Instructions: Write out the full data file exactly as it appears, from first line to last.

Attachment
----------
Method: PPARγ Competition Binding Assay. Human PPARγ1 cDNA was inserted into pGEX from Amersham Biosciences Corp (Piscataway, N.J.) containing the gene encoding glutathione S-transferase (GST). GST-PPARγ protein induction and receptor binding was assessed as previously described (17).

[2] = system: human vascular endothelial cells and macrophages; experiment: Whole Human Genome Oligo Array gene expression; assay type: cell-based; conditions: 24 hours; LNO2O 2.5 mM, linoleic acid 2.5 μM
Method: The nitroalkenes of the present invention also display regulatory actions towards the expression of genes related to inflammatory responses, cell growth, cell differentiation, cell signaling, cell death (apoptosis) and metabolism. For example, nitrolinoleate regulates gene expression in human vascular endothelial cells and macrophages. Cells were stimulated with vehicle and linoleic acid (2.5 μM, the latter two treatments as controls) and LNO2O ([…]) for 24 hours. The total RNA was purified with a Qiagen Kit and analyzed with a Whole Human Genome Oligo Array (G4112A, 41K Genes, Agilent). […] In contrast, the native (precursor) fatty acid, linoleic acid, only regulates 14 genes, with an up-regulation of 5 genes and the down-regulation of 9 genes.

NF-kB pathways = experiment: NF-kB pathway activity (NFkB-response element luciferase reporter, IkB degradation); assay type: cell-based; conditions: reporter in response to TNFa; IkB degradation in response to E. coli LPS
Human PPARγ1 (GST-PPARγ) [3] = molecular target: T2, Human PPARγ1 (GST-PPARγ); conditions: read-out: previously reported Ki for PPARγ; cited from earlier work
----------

Method: PPARγ Competition Binding Assay. Human PPARγ1 cDNA was inserted into pGEX from Amersham Biosciences Corp (Piscataway, N.J.) containing the gene encoding glutathione S-transferase (GST). GST-PPARγ protein induction and receptor binding was assessed as previously described (17).

[2] = system: human vascular endothelial cells and macrophages; experiment: Whole Human Genome Oligo Array gene expression; assay type: cell-based; conditions: 24 hours; LNO2O 2.5 mM, linoleic acid 2.5 μM
Method: The nitroalkenes of the present invention also display regulatory actions towards the expression of genes related to inflammatory responses, cell growth, cell differentiation, cell signaling, cell death (apoptosis) and metabolism. For example, nitrolinoleate regulates gene expression in human vascular endothelial cells and macrophages. Cells were stimulated with vehicle and linoleic acid (2.5 μM, the latter two treatments as controls) and LNO2O ([…]) for 24 hours. The total RNA was purified with a Qiagen Kit and analyzed with a Whole Human Genome Oligo Array (G4112A, 41K Genes, Agilent). […] In contrast, the native (precursor) fatty acid, linoleic acid, only regulates 14 genes, with an up-regulation of 5 genes and the down-regulation of 9 genes.

NF-kB pathways = experiment: NF-kB pathway activity (NFkB-response element luciferase reporter, IkB degradation); assay type: cell-based; conditions: reporter in response to TNFa; IkB degradation in response to E. coli LPS
Human PPARγ1 (GST-PPARγ) [3] = molecular target: T2, Human PPARγ1 (GST-PPARγ); conditions: read-out: previously reported Ki for PPARγ; cited from earlier work